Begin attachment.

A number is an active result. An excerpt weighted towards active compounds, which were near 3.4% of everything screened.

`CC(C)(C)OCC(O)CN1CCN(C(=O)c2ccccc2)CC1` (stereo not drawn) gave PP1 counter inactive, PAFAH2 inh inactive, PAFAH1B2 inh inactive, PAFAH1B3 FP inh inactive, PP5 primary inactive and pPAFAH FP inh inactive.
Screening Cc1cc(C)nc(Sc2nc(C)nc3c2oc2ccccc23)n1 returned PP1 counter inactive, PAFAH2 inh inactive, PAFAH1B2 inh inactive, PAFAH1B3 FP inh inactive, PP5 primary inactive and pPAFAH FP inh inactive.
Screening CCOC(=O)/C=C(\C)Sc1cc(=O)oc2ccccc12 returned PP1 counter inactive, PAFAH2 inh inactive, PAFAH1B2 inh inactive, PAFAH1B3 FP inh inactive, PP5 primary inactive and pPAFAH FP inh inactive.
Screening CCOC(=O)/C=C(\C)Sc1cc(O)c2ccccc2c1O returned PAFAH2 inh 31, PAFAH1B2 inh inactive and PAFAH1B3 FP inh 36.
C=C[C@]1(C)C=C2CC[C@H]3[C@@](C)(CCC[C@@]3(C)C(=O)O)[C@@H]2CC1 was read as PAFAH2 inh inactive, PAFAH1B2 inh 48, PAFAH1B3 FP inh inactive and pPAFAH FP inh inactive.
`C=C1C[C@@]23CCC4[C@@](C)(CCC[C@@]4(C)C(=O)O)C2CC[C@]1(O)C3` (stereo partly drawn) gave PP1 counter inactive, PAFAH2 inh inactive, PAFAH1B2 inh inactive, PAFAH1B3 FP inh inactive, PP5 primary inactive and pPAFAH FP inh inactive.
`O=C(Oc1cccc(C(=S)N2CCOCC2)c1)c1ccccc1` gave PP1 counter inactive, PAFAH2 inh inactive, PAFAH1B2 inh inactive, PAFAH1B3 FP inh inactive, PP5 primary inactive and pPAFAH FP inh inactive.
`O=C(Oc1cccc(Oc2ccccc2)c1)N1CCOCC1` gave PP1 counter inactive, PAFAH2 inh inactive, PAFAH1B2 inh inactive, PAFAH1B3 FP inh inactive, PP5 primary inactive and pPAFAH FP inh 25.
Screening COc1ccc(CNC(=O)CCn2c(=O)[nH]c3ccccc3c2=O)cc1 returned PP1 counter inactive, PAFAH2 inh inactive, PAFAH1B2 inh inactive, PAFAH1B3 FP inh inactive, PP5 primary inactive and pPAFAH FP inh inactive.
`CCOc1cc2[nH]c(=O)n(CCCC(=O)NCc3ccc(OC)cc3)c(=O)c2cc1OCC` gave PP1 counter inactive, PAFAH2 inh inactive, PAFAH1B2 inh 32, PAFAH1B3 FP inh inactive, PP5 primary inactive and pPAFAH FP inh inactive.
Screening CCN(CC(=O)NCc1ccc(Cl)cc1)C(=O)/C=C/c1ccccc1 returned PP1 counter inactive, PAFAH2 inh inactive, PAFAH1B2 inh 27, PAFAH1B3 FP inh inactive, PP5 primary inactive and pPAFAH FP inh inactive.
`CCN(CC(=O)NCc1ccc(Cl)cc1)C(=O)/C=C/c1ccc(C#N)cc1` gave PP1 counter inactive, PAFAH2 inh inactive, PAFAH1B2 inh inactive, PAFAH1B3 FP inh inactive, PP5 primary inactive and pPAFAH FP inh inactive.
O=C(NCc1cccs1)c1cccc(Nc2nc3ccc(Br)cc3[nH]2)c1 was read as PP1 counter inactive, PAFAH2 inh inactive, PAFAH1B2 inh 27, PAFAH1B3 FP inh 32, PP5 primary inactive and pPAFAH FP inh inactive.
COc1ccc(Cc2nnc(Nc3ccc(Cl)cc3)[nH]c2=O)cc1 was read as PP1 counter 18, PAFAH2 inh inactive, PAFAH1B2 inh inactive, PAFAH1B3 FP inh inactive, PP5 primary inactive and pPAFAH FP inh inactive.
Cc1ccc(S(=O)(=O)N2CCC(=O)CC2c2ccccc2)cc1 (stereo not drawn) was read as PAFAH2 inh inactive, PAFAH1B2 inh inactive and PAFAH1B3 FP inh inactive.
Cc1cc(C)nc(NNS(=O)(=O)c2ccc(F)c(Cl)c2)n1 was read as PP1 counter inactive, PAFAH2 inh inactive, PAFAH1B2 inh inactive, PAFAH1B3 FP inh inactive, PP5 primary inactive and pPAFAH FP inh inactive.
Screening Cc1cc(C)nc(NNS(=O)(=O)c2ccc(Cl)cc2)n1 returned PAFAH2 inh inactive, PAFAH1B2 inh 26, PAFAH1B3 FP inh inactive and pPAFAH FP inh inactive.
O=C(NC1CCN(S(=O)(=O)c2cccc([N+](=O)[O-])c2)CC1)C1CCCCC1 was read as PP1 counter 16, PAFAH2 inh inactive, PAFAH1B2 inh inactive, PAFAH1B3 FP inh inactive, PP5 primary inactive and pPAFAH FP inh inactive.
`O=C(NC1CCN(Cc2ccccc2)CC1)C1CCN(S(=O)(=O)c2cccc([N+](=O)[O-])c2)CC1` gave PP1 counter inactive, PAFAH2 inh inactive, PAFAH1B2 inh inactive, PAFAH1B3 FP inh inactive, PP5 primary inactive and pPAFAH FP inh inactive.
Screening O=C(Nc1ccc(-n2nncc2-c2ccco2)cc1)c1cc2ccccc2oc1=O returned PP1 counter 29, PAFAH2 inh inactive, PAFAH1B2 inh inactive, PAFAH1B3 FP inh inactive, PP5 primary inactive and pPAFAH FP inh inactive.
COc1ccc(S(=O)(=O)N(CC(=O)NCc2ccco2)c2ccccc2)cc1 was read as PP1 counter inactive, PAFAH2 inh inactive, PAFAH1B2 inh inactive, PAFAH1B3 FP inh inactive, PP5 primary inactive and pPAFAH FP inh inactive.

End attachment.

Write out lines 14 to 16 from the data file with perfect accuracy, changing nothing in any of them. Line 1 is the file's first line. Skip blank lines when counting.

O=C(NCc1cccs1)c1cccc(Nc2nc3ccc(Br)cc3[nH]2)c1 was read as PP1 counter inactive, PAFAH2 inh inactive, PAFAH1B2 inh 27, PAFAH1B3 FP inh 32, PP5 primary inactive and pPAFAH FP inh inactive.
COc1ccc(Cc2nnc(Nc3ccc(Cl)cc3)[nH]c2=O)cc1 was read as PP1 counter 18, PAFAH2 inh inactive, PAFAH1B2 inh inactive, PAFAH1B3 FP inh inactive, PP5 primary inactive and pPAFAH FP inh inactive.
Cc1ccc(S(=O)(=O)N2CCC(=O)CC2c2ccccc2)cc1 (stereo not drawn) was read as PAFAH2 inh inactive, PAFAH1B2 inh inactive and PAFAH1B3 FP inh inactive.